Get to the polls and vote

In 1776, we began what would be the greatest experiment in civics in the history of humankind. On July 4, we declared independence from the greatest imperial power the world had known to date and said emphatically that people should have a choice in their governance.

Amendment 2 insults us

Beware of Amendment 2! It would legalize marijuana under the pretense of medicine. I can empathize with those who have real medical issues for which this Amendment is allegedly designed to help. But, as I have said in the past, I will not vote to legalize the street drug marijuana — the potency of which has nearly tripled over the past 20 years — label it medicine and make it available to anyone, at any age, for any condition! Those who want me to are insulting my intelligence! Why?

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Hamilton is the way to go

There are two weeks left in the race for the Florida Commissioner of Agriculture and Consumer Services, and there is only one candidate that has 40 years of experience in agriculture and the environment. He has worked on the national, state, local and international level. There is also only one candidate running for office who will restore ethics in Florida government and bring together “people, agriculture and the environment.” The only candidate for the job is Democrat, Lt. Col. Thaddeus “Thad” Hamilton, U.S. Army Ret.

Israel Milton to be honored for his years of dedicated service

Community Action and Human Services Dept. will reunite former employees

An Inaugural Reunion for the Community Action and Human Services Department (CAHSD) will reunite many of the former 1,400 employees and honor one of its own. Today the 37-year-old department employs about 600. The reunion is set for 7 p.m., Friday Oct. 24 at Jungle Island, 1111 Parrot Jungle Trail. The public is cordially invited to attend. Israel Milton, who went to work for human services in 1981 as the Assistant Director, will be honored at the CAHSD Reunion.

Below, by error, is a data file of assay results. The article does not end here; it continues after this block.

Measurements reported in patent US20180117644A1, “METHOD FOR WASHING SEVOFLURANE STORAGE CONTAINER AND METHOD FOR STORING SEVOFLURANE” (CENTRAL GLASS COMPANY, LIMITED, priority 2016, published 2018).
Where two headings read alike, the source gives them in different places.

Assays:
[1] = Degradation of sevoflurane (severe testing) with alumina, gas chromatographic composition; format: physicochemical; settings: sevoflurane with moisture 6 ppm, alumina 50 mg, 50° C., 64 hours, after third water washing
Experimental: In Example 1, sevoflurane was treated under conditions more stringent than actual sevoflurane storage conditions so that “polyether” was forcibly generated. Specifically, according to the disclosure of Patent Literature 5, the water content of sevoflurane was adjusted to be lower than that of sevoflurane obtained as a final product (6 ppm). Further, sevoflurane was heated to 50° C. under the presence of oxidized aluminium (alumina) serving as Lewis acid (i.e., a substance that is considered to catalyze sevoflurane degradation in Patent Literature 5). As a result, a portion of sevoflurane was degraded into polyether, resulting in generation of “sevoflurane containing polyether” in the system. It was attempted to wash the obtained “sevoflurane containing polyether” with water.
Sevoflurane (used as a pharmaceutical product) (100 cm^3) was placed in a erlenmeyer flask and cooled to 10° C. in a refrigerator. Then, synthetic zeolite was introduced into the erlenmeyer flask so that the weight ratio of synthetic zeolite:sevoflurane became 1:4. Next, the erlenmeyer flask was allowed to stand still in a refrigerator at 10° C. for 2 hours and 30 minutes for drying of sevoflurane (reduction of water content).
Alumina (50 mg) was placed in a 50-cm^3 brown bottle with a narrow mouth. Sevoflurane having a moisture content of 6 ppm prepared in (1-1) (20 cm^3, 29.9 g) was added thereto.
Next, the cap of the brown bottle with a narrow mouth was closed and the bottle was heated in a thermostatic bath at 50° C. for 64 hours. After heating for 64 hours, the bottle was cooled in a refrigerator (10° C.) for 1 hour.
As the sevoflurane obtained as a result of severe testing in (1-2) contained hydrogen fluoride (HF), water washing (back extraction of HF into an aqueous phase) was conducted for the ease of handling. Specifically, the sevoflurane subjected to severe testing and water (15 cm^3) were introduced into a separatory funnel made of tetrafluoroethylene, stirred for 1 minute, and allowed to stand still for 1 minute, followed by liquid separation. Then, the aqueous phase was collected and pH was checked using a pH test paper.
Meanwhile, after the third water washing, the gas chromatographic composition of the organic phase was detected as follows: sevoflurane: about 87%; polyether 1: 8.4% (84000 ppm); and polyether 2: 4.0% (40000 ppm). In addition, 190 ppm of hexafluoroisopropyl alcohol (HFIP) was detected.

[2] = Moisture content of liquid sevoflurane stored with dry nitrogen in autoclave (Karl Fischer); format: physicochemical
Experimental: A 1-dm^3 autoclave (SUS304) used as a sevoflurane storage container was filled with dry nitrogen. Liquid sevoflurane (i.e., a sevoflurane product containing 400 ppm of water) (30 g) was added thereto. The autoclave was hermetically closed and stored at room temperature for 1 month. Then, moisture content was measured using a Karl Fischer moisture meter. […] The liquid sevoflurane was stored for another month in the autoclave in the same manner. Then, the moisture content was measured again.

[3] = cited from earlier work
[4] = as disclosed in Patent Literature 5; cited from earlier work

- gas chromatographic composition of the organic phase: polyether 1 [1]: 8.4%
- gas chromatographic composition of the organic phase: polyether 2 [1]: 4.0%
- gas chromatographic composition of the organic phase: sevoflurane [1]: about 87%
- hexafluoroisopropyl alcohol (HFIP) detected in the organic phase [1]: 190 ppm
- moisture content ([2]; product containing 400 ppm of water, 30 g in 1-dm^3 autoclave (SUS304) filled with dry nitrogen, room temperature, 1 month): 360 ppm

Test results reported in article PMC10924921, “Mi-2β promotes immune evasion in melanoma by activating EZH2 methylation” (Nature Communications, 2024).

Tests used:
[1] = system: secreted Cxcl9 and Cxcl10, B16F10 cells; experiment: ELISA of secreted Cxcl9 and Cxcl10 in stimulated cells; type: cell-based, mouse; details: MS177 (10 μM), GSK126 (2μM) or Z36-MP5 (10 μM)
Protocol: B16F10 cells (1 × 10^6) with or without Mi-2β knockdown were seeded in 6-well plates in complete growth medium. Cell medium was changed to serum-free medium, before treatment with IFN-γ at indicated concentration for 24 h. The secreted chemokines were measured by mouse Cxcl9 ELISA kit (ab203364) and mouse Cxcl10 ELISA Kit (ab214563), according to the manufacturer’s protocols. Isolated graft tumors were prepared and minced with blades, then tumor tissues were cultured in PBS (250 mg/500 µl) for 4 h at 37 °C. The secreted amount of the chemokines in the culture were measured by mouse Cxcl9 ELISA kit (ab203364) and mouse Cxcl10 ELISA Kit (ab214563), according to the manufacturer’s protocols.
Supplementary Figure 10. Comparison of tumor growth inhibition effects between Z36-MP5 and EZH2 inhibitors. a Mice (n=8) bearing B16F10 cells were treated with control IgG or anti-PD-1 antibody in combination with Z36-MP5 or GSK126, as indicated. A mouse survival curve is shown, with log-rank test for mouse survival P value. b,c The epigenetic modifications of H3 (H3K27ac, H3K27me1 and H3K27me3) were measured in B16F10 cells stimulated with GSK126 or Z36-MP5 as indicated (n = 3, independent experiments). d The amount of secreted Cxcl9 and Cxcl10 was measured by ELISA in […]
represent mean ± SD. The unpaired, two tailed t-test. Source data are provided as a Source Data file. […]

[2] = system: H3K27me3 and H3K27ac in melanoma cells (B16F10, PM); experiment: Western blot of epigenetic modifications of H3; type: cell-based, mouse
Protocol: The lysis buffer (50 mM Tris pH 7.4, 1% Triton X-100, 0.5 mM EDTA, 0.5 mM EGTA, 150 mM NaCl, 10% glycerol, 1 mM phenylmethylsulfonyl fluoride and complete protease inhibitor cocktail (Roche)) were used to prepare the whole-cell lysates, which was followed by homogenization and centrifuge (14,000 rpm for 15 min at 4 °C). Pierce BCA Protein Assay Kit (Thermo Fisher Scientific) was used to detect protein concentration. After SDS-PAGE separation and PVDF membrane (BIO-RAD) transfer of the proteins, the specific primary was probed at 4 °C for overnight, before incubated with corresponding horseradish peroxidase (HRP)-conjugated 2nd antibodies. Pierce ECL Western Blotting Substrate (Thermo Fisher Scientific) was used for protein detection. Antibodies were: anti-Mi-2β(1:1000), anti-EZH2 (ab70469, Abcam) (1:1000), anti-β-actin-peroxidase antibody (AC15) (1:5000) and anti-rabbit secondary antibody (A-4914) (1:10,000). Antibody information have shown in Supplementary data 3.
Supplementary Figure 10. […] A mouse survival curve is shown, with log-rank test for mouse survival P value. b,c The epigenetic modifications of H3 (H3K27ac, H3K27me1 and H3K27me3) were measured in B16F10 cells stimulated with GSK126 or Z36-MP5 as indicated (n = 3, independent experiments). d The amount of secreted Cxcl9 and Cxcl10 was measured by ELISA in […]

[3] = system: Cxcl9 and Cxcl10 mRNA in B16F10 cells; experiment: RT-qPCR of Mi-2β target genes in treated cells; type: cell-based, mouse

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Giving is a mandate from God

I believe most of you think about money, when you see the word “giving.” But there are so many other ways to give and, this week, we are going to focus on some of them. The secret of true abiding happiness is not receiving, as most people think, it's giving. The Bible says, “It is more blessed to give than to receive.” (Acts 20:35) This is not a theory, it is the truth.

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C. Sorrells-Brown: An apostle chosen to serve

Cassie Sorrells was born in Connecticut to the late Pastor Ulysees Sorrells and mother Bertha Sorrells-Kennedy. She attended Connecticut public schools and graduated from Western Connecticut State College, in Danbury with three degrees – an Associate of Science in Afro-American Studies, a Bachelor of Science and a Master’s of Arts in Secondary Education, specializing in English. While attending college, she was selected “Who’s Who Among Afro-American Students.” She also has an Honorary Doctorate in Theology with an earned degree in Religious Studies.